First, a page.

“If you have kids, carefully examine the school choices and districts available to you,” William Mayben, CEO of consulting firm Wm Mayben and Associates and former division president for National Public Builders, says. There are sites online that can help you pinpoint school ratings, crime rates, etc.

  1. Calculate Your Potential Commute

The length of your commute can seriously impact the enjoyment of your home. How much time are you realistically willing to spend in the car, on the bus or on a train?

  1. Find a Realtor

You don’t have to use one, but there are certainly benefits to enlisting the services of a reputable Realtor or agent. Case in point: They can give you insights into the current market and walk you through the homebuying process. Bonus: The seller pays their commission.

  1. Consider a Specialist

“If buyers are looking for ranches in the Stoney Gardens neighborhood, they should find a realtor who specializes in (drum roll please…) ranches in the Stoney Gardens neighborhood,” Davis says. “The best Realtors know a specific segment of the market inside and out, and can help borrowers who want that specific market segment.”

  1. Vet Mortgage Lenders

Similarly, you’ll want to research reputable mortgage lenders or brokers in your area to determine who you’re comfortable doing business with.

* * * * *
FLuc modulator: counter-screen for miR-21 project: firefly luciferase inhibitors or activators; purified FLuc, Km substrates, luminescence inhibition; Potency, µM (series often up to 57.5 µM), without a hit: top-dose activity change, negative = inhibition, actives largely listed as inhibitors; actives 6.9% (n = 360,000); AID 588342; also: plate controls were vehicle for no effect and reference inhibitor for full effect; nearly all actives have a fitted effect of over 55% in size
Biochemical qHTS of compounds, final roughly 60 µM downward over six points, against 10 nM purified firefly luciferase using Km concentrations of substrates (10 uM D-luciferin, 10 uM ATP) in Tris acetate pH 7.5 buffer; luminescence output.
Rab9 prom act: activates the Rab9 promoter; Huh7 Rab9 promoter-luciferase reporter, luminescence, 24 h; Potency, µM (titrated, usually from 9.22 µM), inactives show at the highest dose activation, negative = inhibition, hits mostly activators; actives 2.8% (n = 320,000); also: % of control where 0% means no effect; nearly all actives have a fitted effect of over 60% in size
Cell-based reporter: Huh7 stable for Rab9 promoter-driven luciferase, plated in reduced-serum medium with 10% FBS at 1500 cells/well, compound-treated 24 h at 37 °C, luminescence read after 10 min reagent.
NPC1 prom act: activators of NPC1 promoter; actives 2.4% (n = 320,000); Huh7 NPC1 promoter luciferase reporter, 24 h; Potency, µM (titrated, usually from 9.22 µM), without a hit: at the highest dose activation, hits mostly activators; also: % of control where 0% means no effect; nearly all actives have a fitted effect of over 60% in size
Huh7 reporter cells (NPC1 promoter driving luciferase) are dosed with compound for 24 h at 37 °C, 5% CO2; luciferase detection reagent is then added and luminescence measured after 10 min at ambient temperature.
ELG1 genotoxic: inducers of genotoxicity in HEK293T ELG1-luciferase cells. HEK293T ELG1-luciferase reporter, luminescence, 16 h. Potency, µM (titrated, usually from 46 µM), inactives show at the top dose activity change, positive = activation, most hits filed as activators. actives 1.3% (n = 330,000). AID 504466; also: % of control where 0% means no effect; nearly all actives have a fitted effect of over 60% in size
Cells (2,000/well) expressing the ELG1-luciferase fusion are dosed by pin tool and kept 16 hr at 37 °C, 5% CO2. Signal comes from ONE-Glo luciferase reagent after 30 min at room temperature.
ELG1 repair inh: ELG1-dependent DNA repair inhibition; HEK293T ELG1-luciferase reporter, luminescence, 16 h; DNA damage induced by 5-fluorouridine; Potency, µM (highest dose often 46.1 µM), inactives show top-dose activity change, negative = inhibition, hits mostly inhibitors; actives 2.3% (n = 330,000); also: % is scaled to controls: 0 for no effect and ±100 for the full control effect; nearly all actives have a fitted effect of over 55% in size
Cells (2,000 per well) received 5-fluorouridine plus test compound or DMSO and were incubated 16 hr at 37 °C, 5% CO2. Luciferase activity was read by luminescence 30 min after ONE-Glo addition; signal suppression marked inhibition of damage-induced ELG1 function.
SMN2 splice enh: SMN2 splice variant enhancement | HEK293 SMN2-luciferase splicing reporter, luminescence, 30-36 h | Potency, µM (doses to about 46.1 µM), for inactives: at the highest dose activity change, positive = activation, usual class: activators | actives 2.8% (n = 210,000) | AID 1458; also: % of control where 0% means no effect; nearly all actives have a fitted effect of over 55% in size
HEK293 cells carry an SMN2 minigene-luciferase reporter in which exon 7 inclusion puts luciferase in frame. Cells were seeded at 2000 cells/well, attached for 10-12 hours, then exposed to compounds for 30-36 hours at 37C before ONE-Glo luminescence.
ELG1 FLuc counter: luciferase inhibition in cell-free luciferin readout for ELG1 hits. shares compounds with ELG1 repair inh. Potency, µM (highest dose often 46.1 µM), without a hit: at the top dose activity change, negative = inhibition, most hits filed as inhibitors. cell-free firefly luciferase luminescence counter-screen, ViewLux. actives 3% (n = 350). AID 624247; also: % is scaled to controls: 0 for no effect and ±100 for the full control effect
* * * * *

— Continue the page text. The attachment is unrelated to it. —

1. Request Recommendations

For Realtors, mortgage lenders and other members of the homebuying team you’ll need to onboard.

  1. Get Pre-Approved

Once your credit is as good as it’s going to get and you’re ready to start your search, be sure to get pre-approved for a mortgage. That’ll signal to a seller and/or Realtor you’re a serious buyer worthy of their consideration.

  1. Rate-Shop

Just be sure to do so in a 30- to 45-day window, since that’s how long most credit scoring models will group applications for like-financing (in this case, mortgages) as one inquiry.

  1. Ready Your Bank Statements

Because your lender is going to ask for them. Note: You’ll probably be expected to turn over brokerage or retirement account statements for at least the last two or three months as well.

  1. Request Your Pay Stubs

Most of us direct deposit, but your lender is going to ask for at least two months worth of pay stubs. So, if you’ve been setting and forgetting, now’s the time to track down where to access your paycheck details.

  1. Think About What Other Paperwork You’ll Need

Getting some gift money? You’ll have to document it. Just got a new job? Be prepared to turn over more employment verification. Ask your mortgage lender for a full list of all the major paperwork needed to get your loan fully approved.

  1. Find an Attorney …

Some states mandate a real estate attorney prepare your purchase contract — and, even if yours doesn’t, it can be a good idea to bring one on board. Be sure to research reputable real estate attorneys in your area and get an idea of what they’ll charge you.